"Finally, a pretty part of the French countryside."
Quick summary: A troop of Belgian scouts embark on a camping trip. The kid with a troubled past and few friends - Sam - spots something in the forest... But no-one believes him. Is it his over-active imagination? Or are they being watched?
As soon as there are scouts on a camping trip I find films like Wet Hot American Summer and Moonrise Kingdom popping into my head. I was half expecting a Belgian version of the Wes Anderson SNL parody - The Midnight Coterie of Sinister Intruders.
Instead, we get a film that aims to evoke a childhood adventure/horror in the vein of Stephen King (the kids are camping near Casselroque which I'm assuming is a reference to King's Castle Rock, Maine). The music is synthy and very John Carpenter as is the modern trend (no complaints from me) - so we're almost in Stranger Things territory here.
Ultimately, Welp starts to descend into a gruesome kid version of Switchblade Romance (unbelievably, the film was granted an all-ages rating in Belgium) with some full-on gore and unrelenting villains. As with that film, I found myself really admiring the direction, the editing, and the craftsmanship on display while having a problem with how the final act plays out.
There's something bracingly uncomfortable about watching children endure the traditional mental and physical ordeal of such a horror film - I felt like the film could have made some interesting points about that. I also found it interesting as a sort of dark coming-of-age movie.
I think my preference would have been to have more of the film focus on the actual everyday scouting horrors with sadistic scout leaders and bullying kids. All the scouting traditions and games and rituals felt like things I hadn't seen in a film before and seemed ripe for horror - most of which went unexplored.
Can't pretend I didn't find enjoyment in Baloo's tree encounter.
The film was crowd-funded through IndieGoGo.
Pretty sure the scout leader had Suspiria playing on his ringtone.
I also watched:
The Den (2013)
"I'm just trying to make some new friends."
Quick summary: Elizabeth has just got some grant money to research a chat-roulette style piece of software called The Den. She'll be on it all the time, with her computer recording everything. But some of the people she meets online might be dangerous.
So this film, for the first half, is a found footage movie taking place entirely on Elizabeth's screen in the much the same way that Unfriended works. This came out before, and it appears that a lot of people rate this higher than Unfriended - though it may well come down to which one people see first.
I have to say, I found Unfriended to be the far superior version of this style of laptop-screen-as-viewing-experience device. The Den may have come out first but I feel like Unfriended perfected the gimmick - revealing characters and decisions by letting us see first drafts of comments and emails before they are erased and rewritten (instead of relying on expository dialogue), and having something to say about cyber-bullying and online abuse that justifies the entire structure of the movie.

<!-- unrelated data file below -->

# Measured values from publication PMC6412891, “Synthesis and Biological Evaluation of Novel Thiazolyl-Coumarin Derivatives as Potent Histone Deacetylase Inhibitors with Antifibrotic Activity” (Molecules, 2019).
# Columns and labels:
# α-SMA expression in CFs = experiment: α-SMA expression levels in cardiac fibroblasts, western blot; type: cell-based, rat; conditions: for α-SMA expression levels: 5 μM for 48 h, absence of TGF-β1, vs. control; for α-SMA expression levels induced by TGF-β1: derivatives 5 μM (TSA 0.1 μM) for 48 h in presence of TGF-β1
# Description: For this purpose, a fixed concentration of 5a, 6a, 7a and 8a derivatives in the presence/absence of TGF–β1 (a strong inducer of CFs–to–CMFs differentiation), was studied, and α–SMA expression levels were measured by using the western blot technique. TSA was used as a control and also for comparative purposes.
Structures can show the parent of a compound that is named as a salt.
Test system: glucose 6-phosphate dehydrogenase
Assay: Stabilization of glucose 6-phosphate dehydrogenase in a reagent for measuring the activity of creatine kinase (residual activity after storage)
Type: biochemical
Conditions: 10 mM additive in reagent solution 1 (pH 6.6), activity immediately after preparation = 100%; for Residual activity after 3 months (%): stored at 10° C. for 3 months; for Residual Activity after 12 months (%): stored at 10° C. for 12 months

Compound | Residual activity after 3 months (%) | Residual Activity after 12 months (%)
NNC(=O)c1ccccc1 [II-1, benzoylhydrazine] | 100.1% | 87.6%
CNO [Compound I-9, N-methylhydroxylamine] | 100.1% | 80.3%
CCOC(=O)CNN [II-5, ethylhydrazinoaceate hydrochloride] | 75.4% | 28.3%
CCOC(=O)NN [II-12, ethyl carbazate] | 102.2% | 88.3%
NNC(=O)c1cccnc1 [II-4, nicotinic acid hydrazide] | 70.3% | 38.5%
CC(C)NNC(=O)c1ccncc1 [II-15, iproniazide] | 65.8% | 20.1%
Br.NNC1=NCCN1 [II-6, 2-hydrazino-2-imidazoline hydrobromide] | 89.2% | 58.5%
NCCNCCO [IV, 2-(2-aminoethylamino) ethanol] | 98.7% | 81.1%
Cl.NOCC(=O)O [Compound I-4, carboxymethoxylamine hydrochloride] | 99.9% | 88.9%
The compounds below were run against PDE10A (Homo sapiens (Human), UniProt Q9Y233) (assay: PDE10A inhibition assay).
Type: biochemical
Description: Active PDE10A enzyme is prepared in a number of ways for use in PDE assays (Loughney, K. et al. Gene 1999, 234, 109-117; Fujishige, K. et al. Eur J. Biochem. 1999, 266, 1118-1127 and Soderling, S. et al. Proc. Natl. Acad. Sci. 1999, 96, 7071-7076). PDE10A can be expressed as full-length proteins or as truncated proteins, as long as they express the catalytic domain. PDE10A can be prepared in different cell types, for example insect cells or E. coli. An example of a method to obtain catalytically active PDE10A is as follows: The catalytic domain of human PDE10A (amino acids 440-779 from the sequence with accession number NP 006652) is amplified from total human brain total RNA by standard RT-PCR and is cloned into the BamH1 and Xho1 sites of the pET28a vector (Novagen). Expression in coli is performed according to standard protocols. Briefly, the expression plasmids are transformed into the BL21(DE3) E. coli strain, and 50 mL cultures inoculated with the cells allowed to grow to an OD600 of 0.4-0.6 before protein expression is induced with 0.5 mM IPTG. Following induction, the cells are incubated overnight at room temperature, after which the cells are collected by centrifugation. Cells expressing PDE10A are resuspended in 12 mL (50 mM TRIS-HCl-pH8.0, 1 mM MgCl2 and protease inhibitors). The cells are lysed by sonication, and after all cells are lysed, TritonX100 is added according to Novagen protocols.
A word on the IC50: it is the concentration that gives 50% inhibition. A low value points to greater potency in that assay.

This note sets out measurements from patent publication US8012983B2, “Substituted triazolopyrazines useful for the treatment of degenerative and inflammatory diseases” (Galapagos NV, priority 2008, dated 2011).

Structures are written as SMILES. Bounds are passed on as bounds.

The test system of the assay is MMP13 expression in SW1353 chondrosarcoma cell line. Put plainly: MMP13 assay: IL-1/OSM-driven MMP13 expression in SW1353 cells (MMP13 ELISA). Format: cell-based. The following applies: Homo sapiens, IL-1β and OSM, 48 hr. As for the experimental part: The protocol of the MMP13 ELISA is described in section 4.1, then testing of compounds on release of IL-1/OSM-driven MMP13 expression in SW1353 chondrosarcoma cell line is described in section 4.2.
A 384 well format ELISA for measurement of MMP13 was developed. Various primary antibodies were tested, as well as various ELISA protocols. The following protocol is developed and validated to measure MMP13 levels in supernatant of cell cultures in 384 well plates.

The Den has to expend some clunky dialogue and opening scenes explaining why everything is being recorded and why Elizabeth is enduring chat roulette and it just doesn't feel as clever or as unsettling as Unfriended which played around with the form of the laptop screen in increasingly clever ways. Granted, had I seen The Den first, I think the novelty of the device itself would have made me feel more warmly towards the film.
It's a much nastier film than Unfriended. The final half hour becomes an interminable torture porn fest (if it hasn't been pretty clear during these posts, I'm not a fan of torture porn) with an ending that most people who have seen My Little Eye will guess a mile away.
And that last scene can do one - I've seen Funny Games - don't try that "but aren't we all complicit in watching these narratives?" in a last ditch attempt to make the film mean something.
I suppose The Den is the nihilistic, nasty, and more realistic (in that there are no ghosts) sibling of the more structured, nuanced, and ultimately quite moral Unfriended. I think there are horror film fans who will see one of those sounding more up their street than the other.
Going to leave my Horror Week at that (20 films + 10 illustrations) and re-watch some horror classics tonight without taking notes.
This was a lot of fun. Thanks for following along and sharing the posts if you have been. I'll try and do the same thing next year if I can. Of course, horror films are for life, not just for Halloween so I'll be attempting to catch up with Blair Witch, The Girl With All The Gifts, Carnage Park, Under The Shadow, and all the other recent cinema releases I've missed when they make it to dvd.
I ended up prioritising more modern horror this time around as they are often closer to 80-100 minutes long and thus a little easier to double-bill every evening. A shame as I really wanted to fill in some more horror blind spots - so again, I'll be working my way through them outside of October.
Favourites this year: The Witch, Darling, When Animals Dream, The Battery.
Honourable Mentions: May, The Shallows, Mama, The Bay, Welp.
Little White Lies interview with John Carpenter
BBC Fright Night audio plays/shorts/bedtime reads